We all know the NYPD is all about social media these days. Fanfic on Facebook, L train Twitter account, boasting about Times Square Elmo busts. But the NYPD is also trying to make sure that the dozens of official Twitter accounts don't give them any #myNYPD-style headaches, so the department has created Twitter School For Cops Who Can't Tweet Good.

In April, the NYPD tried to engage the Twitterverse by asking, "Do you have a photo w/ a member of the NYPD? Tweet us & tag it #myNYPD. It may be featured on our Facebook," but that became an unholy yet predictable outpouring of photographs of NYPD brutality.

The Wall Street Journal reports, "Since May, the department's top brass has endured training unlike any they have taken since the Police Academy—Twitter School."

At the most recent course, earlier this month at John Jay College of Criminal Justice in Midtown Manhattan, 16 commanders spent six hours hunched over keyboards and listening to lectures from the department's social media team.

"What is Twitter?" read one PowerPoint slide. Another explained how to send a tweet.

Good ideas: Dad humor. Using hashtags. Animal rescues.

"A lot of people seem to like when you post kittens or dogs," said Detective Jeff Thompson.


P.S. @NYPD33pct—start a Twitter for the 33rd Precinct cat:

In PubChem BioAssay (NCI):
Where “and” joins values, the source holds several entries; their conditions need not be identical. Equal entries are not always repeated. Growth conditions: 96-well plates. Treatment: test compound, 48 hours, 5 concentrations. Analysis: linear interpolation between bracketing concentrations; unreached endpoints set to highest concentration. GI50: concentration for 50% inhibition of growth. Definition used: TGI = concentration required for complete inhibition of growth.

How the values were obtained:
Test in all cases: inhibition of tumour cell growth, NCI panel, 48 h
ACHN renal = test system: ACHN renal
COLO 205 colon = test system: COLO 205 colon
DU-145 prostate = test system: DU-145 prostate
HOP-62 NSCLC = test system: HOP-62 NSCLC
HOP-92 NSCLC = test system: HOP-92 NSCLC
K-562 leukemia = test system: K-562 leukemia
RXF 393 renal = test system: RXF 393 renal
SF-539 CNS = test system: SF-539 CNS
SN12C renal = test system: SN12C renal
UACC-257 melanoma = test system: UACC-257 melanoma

More from the WSJ:

Bad ideas: Using military time. Seeming insensitive. Falling for scams. "If a Nigerian prince contacts you on Twitter, please do not engage," said lead trainer Martha Norrick, the NYPD's director of citizen and workforce engagement who worked for President Barack Obama's campaign.

Ms. Norrick displayed what she considered an ideal tweet posted by a police precinct in San Francisco: "Officers just arrested a naked man in the bison paddock in GG Park. The bison seemed unimpressed."

"It is the perfect kind of funny," she said. "This naked man is not named, we are not sharing a photo of him. Do not share photos of naked men on Twitter."

It's unclear where the force stands on sharing photos of naked women; maybe that's in the 34-page handbook.

The cops are also getting a lesson in sensitivity—like, don't use the precinct Twitter to troll Vision Zero activists. But Deputy Commissioner Zachary Tumin, who leads the NYPD's social media strategy, said, "We are going to break china. As long as you're not throwing dishes." Uh, The Replacements would totally throw dishes: